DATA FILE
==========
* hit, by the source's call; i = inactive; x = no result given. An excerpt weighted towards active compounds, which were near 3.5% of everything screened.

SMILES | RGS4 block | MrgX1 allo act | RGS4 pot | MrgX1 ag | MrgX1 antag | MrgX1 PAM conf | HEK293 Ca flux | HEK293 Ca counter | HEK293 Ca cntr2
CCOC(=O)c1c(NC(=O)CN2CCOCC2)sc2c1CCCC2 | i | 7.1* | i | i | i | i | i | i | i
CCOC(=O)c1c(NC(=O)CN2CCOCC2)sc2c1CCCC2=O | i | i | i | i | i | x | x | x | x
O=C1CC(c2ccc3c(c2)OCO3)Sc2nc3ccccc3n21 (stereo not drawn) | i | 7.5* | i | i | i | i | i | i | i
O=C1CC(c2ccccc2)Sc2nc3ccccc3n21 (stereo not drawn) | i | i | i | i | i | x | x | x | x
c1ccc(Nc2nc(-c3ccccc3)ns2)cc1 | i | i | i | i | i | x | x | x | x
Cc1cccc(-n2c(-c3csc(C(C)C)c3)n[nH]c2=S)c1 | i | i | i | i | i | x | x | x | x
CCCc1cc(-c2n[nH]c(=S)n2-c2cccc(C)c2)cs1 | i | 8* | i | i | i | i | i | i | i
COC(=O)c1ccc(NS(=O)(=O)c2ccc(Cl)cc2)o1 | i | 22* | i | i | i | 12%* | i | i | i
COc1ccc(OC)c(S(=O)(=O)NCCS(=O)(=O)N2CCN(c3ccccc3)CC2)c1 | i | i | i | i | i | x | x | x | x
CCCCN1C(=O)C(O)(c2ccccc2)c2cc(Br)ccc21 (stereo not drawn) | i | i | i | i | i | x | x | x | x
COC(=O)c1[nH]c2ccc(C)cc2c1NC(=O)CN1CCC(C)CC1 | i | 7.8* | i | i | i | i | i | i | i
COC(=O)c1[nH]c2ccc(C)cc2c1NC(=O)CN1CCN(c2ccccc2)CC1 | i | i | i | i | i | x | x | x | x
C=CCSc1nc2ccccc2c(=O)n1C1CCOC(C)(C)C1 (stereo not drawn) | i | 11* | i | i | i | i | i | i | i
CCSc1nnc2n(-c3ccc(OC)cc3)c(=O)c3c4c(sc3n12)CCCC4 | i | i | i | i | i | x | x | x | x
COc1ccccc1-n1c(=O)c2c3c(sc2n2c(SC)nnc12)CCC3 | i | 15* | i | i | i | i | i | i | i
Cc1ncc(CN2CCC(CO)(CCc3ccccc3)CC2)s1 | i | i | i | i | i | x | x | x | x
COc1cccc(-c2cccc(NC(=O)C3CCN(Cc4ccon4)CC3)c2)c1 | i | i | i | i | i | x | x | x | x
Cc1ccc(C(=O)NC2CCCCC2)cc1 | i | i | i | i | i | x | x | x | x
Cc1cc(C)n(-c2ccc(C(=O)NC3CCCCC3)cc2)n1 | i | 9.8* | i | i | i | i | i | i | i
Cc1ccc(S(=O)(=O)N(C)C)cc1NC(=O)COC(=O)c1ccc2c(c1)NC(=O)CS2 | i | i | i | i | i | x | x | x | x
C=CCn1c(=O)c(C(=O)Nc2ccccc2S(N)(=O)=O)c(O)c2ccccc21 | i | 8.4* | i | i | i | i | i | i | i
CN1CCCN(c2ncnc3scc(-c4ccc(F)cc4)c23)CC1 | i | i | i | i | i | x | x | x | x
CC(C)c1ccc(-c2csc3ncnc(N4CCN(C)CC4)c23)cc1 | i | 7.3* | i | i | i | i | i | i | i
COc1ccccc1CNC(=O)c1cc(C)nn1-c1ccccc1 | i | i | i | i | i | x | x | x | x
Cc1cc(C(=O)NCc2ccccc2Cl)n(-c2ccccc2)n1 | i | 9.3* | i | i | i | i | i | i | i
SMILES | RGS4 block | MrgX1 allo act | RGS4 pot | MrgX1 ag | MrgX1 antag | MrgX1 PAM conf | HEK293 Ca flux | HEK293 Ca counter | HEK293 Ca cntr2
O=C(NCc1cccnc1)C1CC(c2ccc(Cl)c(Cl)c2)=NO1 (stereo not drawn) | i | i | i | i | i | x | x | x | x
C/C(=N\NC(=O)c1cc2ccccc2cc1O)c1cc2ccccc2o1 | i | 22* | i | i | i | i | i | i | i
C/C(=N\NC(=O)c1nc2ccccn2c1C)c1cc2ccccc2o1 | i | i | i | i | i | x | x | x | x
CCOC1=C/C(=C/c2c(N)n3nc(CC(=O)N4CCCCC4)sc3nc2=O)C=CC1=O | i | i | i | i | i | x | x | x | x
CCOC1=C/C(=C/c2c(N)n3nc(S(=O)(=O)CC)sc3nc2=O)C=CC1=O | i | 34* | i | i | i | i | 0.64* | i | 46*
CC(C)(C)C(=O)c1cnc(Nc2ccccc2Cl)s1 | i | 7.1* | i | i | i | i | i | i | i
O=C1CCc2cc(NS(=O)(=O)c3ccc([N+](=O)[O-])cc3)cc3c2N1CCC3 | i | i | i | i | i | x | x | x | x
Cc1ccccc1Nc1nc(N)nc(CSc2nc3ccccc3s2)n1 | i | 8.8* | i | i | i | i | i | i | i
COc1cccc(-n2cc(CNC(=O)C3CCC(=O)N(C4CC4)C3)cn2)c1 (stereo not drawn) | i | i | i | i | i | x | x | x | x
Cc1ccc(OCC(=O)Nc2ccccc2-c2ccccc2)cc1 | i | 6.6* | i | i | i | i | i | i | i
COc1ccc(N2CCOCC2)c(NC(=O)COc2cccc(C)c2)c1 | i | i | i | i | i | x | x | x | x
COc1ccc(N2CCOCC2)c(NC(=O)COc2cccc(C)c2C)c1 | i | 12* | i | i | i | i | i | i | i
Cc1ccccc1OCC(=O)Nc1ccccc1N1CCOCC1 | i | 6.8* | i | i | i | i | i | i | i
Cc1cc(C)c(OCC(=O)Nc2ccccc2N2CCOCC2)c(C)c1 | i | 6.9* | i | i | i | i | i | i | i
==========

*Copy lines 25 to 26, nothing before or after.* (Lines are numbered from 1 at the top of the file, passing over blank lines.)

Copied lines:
CC(C)c1ccc(-c2csc3ncnc(N4CCN(C)CC4)c23)cc1 | i | 7.3* | i | i | i | i | i | i | i
COc1ccccc1CNC(=O)c1cc(C)nn1-c1ccccc1 | i | i | i | i | i | x | x | x | x